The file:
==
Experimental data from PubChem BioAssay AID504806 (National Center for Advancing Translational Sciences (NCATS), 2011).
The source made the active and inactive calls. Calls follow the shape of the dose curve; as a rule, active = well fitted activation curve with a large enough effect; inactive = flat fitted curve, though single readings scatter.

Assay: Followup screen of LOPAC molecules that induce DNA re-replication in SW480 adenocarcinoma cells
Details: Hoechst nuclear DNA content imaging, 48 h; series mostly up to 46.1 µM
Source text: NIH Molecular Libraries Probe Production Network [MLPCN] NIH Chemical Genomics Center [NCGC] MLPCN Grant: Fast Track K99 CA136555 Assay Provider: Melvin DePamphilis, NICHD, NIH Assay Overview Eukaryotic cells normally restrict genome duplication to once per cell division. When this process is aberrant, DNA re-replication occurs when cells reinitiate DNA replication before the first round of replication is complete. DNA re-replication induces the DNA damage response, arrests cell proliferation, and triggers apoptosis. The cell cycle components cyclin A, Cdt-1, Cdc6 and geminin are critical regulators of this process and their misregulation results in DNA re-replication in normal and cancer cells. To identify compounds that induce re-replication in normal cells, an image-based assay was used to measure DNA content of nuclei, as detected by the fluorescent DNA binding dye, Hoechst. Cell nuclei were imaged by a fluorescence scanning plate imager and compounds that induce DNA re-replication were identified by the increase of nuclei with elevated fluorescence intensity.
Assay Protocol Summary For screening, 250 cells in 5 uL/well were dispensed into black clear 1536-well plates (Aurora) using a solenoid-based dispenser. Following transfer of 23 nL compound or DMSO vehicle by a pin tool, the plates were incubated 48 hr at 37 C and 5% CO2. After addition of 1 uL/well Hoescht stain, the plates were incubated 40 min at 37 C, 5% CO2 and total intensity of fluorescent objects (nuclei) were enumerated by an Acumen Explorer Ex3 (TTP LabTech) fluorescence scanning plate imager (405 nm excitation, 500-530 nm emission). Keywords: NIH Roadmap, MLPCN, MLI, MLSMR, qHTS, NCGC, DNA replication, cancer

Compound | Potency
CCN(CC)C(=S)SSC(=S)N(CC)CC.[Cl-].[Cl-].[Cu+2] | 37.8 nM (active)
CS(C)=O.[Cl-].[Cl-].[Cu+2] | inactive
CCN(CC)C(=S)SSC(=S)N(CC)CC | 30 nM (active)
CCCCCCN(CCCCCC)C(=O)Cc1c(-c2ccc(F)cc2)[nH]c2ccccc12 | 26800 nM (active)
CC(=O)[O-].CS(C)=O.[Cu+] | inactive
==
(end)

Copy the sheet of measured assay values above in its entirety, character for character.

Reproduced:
Experimental data from PubChem BioAssay AID504806 (National Center for Advancing Translational Sciences (NCATS), 2011).
The source made the active and inactive calls. Calls follow the shape of the dose curve; as a rule, active = well fitted activation curve with a large enough effect; inactive = flat fitted curve, though single readings scatter.

Assay: Followup screen of LOPAC molecules that induce DNA re-replication in SW480 adenocarcinoma cells
Details: Hoechst nuclear DNA content imaging, 48 h; series mostly up to 46.1 µM
Source text: NIH Molecular Libraries Probe Production Network [MLPCN] NIH Chemical Genomics Center [NCGC] MLPCN Grant: Fast Track K99 CA136555 Assay Provider: Melvin DePamphilis, NICHD, NIH Assay Overview Eukaryotic cells normally restrict genome duplication to once per cell division. When this process is aberrant, DNA re-replication occurs when cells reinitiate DNA replication before the first round of replication is complete. DNA re-replication induces the DNA damage response, arrests cell proliferation, and triggers apoptosis. The cell cycle components cyclin A, Cdt-1, Cdc6 and geminin are critical regulators of this process and their misregulation results in DNA re-replication in normal and cancer cells. To identify compounds that induce re-replication in normal cells, an image-based assay was used to measure DNA content of nuclei, as detected by the fluorescent DNA binding dye, Hoechst. Cell nuclei were imaged by a fluorescence scanning plate imager and compounds that induce DNA re-replication were identified by the increase of nuclei with elevated fluorescence intensity.
Assay Protocol Summary For screening, 250 cells in 5 uL/well were dispensed into black clear 1536-well plates (Aurora) using a solenoid-based dispenser. Following transfer of 23 nL compound or DMSO vehicle by a pin tool, the plates were incubated 48 hr at 37 C and 5% CO2. After addition of 1 uL/well Hoescht stain, the plates were incubated 40 min at 37 C, 5% CO2 and total intensity of fluorescent objects (nuclei) were enumerated by an Acumen Explorer Ex3 (TTP LabTech) fluorescence scanning plate imager (405 nm excitation, 500-530 nm emission). Keywords: NIH Roadmap, MLPCN, MLI, MLSMR, qHTS, NCGC, DNA replication, cancer

Compound | Potency
CCN(CC)C(=S)SSC(=S)N(CC)CC.[Cl-].[Cl-].[Cu+2] | 37.8 nM (active)
CS(C)=O.[Cl-].[Cl-].[Cu+2] | inactive
CCN(CC)C(=S)SSC(=S)N(CC)CC | 30 nM (active)
CCCCCCN(CCCCCC)C(=O)Cc1c(-c2ccc(F)cc2)[nH]c2ccccc12 | 26800 nM (active)
CC(=O)[O-].CS(C)=O.[Cu+] | inactive